6 6 P age contained in the flue gas is condensed. The heat released by the combustion process is used to heat up the gases inside the combustion chamber (i.e. air and fuel). Then the gases are cooled by the cooling water and the outlet water temperature is increased. If the flue gas is cooled down to ambient temperature, then the heat of the hot gas is completely transferred to the cooling water. Assuming the continuous water flow rate, a steady state heat balance may be written as:.. If the heat loss from the calorimeter body to surrounding is negligible for the temperature of wall of the instrument is same as the ambient temperature. So, 0.,. /. Where, and are the mass flow rate of fuel and water respectively. and are outlet and inlet temperature of water respectively. is the specific heat of water. If water is condensed and collected from the gas outlet for a specified time interval, then the net calorific value is,, where, = mass of water condensed, and = heat of condensation of water vapor. The calorific value of solid or liquid fuel may be experimentally determined in a bomb calorimeter. The sketch of a bomb calorimeter is given in Fig.1 of Lecture-6 in Module-1. The total quantity of heat generated by combustion including the heat needed to vaporize the water is obtained, which is called gross calorific value. These measurements are obtained by burning a representative sample in a high pressure oxygen atmosphere within a stainless steel pressure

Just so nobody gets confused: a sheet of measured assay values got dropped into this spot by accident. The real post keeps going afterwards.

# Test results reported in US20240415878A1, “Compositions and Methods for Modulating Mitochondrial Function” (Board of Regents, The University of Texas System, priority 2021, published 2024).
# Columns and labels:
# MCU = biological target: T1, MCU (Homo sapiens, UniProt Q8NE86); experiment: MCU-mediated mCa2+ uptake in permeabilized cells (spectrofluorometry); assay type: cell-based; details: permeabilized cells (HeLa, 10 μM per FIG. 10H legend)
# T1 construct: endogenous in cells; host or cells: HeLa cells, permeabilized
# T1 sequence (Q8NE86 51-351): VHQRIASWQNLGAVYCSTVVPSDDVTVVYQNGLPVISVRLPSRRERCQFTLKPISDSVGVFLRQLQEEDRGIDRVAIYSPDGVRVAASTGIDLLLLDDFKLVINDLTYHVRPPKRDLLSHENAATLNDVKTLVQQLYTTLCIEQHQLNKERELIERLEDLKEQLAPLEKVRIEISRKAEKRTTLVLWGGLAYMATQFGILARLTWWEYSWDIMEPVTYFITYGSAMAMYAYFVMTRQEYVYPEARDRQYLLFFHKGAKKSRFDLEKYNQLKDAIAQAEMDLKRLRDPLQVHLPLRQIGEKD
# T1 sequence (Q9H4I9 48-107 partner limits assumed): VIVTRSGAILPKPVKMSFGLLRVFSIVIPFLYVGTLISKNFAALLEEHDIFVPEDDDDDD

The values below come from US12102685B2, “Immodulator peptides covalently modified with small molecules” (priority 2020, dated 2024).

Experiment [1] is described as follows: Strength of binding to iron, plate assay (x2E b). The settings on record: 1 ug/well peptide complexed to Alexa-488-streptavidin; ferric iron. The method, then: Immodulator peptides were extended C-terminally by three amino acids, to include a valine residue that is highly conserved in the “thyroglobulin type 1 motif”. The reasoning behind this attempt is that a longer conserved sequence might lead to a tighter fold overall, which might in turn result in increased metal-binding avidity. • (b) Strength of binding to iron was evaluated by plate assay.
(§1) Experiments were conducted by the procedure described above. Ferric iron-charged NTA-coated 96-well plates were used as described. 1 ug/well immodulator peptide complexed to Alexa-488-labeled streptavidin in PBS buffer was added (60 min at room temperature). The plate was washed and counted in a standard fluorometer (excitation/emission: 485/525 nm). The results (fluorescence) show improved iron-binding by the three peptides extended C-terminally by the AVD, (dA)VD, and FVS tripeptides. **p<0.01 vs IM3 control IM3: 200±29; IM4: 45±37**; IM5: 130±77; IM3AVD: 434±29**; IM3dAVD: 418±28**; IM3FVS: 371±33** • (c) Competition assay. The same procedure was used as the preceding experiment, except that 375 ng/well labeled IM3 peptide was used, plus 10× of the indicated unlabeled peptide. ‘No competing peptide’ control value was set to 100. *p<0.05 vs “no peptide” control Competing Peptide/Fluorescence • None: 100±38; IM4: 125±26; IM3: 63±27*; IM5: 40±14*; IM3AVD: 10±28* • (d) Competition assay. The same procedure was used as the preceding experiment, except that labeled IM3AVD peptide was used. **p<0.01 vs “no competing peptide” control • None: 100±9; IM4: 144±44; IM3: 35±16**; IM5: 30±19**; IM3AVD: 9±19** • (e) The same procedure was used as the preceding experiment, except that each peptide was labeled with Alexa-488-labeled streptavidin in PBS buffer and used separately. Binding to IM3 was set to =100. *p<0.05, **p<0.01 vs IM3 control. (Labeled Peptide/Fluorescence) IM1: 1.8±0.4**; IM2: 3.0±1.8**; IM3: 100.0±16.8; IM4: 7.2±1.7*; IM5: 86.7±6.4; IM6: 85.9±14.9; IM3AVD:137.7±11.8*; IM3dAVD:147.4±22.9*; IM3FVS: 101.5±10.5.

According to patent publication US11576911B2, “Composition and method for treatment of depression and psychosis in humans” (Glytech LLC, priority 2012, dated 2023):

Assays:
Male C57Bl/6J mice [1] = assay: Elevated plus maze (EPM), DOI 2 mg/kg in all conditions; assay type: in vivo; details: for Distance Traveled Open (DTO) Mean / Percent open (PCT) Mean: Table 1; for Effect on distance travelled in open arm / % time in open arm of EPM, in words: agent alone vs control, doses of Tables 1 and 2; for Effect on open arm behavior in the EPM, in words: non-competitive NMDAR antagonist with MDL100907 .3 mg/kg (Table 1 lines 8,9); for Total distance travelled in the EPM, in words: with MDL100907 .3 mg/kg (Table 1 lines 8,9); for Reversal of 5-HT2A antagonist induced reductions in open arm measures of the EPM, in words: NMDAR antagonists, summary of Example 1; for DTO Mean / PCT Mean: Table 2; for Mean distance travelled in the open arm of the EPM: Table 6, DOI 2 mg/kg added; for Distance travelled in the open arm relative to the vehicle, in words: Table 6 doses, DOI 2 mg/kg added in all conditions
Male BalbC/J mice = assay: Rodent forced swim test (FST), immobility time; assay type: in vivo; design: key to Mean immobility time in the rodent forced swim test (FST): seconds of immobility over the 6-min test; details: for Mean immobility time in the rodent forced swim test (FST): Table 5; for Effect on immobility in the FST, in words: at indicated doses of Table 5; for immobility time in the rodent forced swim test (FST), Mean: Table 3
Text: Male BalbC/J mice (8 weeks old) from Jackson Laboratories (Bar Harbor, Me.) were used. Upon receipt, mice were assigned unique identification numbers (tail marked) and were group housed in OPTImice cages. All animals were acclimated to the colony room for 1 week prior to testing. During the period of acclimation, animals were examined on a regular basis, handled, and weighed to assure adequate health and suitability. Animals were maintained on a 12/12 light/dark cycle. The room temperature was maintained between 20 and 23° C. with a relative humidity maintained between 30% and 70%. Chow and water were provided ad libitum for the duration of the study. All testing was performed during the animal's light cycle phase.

7 7 P age vessel or bomb. The heat released by this combustion is absorbed by water within the calorimeter and the resulting temperature change of water is noted. The heat absorbed by the water in the calorimeter, Where, = water equivalent of the calorimeter, = mass of water in the calorimeter, = specific heat of water, = mass of fuel, = initial temperature of water and = final temperature of the water.

8 8 P age Reference 1. Fuels and Combustion, S. Sarkar, 3 rd Edition, University Press, India, Physical Chemistry, P. C. Rakshit, 6 th Edition, Sarat Book Distributers, India, Chemical Process principles, Part-I, Materials and Energy Balances, O. A. Hougen, K. M. Watson and R. A. Ragatz, 1 st Edn, (Reprint), Asia Publishing House, Calcutta, 1976.

Module 5: Combustion Technology. Lecture 33: Combustion air calculation